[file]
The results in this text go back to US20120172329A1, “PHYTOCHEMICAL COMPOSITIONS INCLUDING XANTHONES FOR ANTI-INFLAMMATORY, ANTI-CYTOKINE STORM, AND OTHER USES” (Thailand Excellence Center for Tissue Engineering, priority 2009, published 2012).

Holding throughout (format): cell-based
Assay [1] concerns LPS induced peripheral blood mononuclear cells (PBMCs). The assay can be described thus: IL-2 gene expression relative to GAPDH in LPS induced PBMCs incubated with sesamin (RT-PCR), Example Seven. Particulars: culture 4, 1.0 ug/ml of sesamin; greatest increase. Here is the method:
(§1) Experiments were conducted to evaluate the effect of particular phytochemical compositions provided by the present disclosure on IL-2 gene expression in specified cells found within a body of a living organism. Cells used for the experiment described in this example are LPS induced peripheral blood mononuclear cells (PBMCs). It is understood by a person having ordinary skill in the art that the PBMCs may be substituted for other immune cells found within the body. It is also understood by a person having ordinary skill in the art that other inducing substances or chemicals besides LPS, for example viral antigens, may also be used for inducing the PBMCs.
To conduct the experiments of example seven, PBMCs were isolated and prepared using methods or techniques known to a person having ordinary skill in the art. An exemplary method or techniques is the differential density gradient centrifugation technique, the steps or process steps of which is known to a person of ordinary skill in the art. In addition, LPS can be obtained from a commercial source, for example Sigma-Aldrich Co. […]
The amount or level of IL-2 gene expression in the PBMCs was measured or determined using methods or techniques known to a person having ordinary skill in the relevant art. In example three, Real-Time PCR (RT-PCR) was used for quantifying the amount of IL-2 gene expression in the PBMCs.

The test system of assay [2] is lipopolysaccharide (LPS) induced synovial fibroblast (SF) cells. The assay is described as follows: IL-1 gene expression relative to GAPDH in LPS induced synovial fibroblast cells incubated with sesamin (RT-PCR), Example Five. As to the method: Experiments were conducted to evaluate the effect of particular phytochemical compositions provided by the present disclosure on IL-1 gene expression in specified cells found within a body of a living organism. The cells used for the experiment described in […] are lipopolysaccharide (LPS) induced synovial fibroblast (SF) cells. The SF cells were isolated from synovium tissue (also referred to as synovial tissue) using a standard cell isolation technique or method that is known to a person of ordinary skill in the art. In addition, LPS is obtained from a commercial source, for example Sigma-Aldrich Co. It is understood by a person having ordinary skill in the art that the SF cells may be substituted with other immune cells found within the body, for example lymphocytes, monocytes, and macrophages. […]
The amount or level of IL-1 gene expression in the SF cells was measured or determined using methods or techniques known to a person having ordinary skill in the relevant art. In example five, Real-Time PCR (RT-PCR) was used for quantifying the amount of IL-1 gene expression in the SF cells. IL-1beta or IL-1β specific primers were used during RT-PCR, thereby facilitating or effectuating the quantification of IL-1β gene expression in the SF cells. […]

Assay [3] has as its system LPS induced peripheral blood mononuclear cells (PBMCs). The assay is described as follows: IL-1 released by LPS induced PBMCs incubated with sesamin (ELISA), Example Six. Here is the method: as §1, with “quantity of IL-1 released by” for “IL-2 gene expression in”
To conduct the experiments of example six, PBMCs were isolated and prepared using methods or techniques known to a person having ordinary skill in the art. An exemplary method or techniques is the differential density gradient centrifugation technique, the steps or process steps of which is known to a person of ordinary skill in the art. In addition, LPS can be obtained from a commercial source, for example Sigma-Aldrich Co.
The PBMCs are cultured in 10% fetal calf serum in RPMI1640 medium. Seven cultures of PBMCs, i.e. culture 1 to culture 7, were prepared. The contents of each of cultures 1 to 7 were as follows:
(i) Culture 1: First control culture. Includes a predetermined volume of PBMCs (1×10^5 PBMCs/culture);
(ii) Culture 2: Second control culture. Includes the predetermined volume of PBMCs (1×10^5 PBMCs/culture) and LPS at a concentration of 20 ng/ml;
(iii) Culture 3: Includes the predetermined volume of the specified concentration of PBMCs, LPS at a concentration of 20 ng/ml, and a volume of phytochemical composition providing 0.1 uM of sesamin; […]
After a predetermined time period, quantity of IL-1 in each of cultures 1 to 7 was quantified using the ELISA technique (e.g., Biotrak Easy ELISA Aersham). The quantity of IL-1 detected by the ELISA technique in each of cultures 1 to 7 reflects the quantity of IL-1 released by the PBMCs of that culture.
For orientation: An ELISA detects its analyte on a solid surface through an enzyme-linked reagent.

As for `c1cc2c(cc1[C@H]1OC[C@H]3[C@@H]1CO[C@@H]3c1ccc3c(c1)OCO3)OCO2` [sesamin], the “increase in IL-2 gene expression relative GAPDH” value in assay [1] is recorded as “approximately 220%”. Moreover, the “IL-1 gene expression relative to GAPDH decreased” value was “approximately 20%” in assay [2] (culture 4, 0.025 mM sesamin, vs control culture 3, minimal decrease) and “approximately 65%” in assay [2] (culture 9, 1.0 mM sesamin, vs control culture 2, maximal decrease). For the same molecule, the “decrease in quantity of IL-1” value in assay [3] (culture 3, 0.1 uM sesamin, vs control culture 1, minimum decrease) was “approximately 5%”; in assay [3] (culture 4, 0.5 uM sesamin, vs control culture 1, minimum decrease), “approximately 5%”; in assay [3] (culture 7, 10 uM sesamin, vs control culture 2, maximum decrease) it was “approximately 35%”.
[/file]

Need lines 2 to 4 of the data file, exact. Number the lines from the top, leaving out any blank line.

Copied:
Holding throughout (format): cell-based
Assay [1] concerns LPS induced peripheral blood mononuclear cells (PBMCs). The assay can be described thus: IL-2 gene expression relative to GAPDH in LPS induced PBMCs incubated with sesamin (RT-PCR), Example Seven. Particulars: culture 4, 1.0 ug/ml of sesamin; greatest increase. Here is the method:
(§1) Experiments were conducted to evaluate the effect of particular phytochemical compositions provided by the present disclosure on IL-2 gene expression in specified cells found within a body of a living organism. Cells used for the experiment described in this example are LPS induced peripheral blood mononuclear cells (PBMCs). It is understood by a person having ordinary skill in the art that the PBMCs may be substituted for other immune cells found within the body. It is also understood by a person having ordinary skill in the art that other inducing substances or chemicals besides LPS, for example viral antigens, may also be used for inducing the PBMCs.